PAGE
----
Patrick Paul and Adam Leeb were frequenting the same co-working space in Michigan in early 2014 when they first began discussing the pros and cons of various distraction-free writing software. Paul, a software developer, was telling Leeb all about programs that don't allow the user to backspace, or that begin to delete what's been written if the user pauses for more than 30 seconds. From these discussions came the idea for the Hemingwrite.
"If someone's going to that extreme to help them write, I figured, okay, maybe there's something to this," says Leeb, a mechanical designer. "So we came up with this idea to make a writing-dedicated hardware device and take that distraction-free software one step further." Together, Paul and Leeb designed and built the Hemingwrite, essentially an update of the standalone word-processor machines of yesterday, with an e-paper screen and cloud storage for documents. As of this writing, the device has surpassed its Kickstarter goal of $250,000 by almost a hundred grand.
Despite diverse backgrounds that span everything from investment banking to political science, Paul and Leeb's respective focuses on software development and mechanical engineering were the driving force behind the creation of the Hemingwrite. With Paul handling the on-board software as well as Postbox, Hemingwrite's unique web application for saving and syncing documents across platforms, Leeb tackled the physical product side of things, from initial rough sketches to final 3D models and production.Research began by looking at word processors of the 1980's and '90s, which were mostly tailored to the educational market. For the few that were designed for professionals, such as the TRS-80, there were around 40 to 50 different models that Paul and Leeb looked at, alongside typewriters, for inspiration. For the developer and the designer, it was crucial that the Hemingwrite be a genuinely useful tool. "Both Patrick and I are really strongly against working on things that are a flash in the pan," Leeb says. "Even though to the lay perspective the Hemingwrite might seem like a toy, it's really not."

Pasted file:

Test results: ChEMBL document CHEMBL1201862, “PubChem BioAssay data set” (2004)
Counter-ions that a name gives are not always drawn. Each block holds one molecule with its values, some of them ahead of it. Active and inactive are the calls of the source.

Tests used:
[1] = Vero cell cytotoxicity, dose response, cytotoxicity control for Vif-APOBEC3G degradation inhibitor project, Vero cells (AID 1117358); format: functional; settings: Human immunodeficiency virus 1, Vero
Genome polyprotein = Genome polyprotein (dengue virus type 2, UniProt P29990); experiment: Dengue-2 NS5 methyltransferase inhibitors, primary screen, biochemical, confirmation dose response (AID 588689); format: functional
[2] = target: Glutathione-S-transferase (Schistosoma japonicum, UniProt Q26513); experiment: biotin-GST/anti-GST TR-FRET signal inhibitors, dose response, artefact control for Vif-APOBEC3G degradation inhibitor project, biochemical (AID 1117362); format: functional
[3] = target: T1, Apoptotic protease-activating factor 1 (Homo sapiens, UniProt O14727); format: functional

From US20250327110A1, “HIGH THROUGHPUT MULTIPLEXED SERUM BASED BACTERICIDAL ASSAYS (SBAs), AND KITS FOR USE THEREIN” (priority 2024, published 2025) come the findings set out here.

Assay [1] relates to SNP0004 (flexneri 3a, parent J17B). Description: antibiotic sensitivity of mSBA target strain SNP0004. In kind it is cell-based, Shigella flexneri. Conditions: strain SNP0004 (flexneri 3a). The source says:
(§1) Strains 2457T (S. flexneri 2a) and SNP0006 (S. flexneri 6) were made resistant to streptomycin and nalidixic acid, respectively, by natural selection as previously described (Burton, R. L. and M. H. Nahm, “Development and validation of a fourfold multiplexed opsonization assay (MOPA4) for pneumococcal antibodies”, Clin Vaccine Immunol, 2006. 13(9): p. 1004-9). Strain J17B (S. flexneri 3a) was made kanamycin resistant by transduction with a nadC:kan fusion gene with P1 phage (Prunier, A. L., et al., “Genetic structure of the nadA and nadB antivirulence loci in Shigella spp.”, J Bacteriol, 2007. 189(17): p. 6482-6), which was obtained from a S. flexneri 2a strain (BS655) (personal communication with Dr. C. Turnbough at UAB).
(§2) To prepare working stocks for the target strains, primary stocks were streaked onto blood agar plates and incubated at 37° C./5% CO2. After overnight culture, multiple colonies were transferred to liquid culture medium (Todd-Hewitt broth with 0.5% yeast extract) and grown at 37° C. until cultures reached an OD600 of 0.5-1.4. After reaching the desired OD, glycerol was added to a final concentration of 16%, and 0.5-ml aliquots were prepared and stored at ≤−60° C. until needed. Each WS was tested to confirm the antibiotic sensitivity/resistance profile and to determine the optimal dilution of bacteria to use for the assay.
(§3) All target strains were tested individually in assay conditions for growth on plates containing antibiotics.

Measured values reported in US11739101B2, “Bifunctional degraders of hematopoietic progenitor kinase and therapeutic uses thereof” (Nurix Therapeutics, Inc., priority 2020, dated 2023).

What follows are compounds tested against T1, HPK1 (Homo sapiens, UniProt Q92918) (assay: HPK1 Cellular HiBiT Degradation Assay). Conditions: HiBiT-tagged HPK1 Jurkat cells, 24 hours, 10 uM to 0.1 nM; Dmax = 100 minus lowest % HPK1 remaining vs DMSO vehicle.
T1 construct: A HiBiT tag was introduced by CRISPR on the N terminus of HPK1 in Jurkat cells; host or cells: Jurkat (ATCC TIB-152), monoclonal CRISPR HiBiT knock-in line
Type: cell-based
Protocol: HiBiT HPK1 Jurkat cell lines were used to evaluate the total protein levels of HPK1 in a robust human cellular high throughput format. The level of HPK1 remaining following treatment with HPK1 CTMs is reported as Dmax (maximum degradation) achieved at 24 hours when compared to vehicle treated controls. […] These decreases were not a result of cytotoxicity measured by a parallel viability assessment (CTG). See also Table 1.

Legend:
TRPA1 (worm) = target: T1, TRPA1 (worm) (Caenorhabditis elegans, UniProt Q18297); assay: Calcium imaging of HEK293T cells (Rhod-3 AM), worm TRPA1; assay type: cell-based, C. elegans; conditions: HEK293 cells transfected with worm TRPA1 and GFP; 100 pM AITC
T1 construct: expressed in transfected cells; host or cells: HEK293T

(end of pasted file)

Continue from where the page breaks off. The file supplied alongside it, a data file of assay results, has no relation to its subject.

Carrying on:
The design process was a quick and short loop—Leeb handled everything from design to manufacturing on a very short timeline. Starting with what Leeb refers to as "the wedge," the mechanical designer began by slowly introducing the most basic, necessary features and incorporating them into this rudimentary form. In the upper left corner, a straightforward red button turns the device on and off. Two screens—one for writing and a smaller one for displaying statistics and usage info—sit just above the mechanical keyboard. Two large switches control, on the left, a folder system for organizing documents and, on the right, Wi-Fi connection options.
"The philosophy behind the switches is that we wanted to have no menus or setup screens at all," Leeb explains. "So that anything that you needed to do outside of the actual writing, we wanted it to have a physical hardware switch." Although Leeb and Paul experimented with scroll wheels and other types of buttons, ultimately they agreed that they wanted something entirely different for the Hemingwrite. They also sought to avoid control-key combinations, firmly believing that the mechanical keyboard interface should only have one purpose—writing. So they settled on the two large radio switches on either side of the device, within easy reach of the keyboard.
For the exterior casing, Leeb wanted the product to be durable and portable without needing a separate case. He opted for raising the surface of the device around elements on the face, like the two switches and the screen, allowing it to be thrown into a bag and carried around with minimal damage. "People call it hipster, which I actually take slight offense to, but it's fine," Leeb says. "The design is actually more of a military, industrial style." The device also has a built-in handle that tucks away for easy carrying.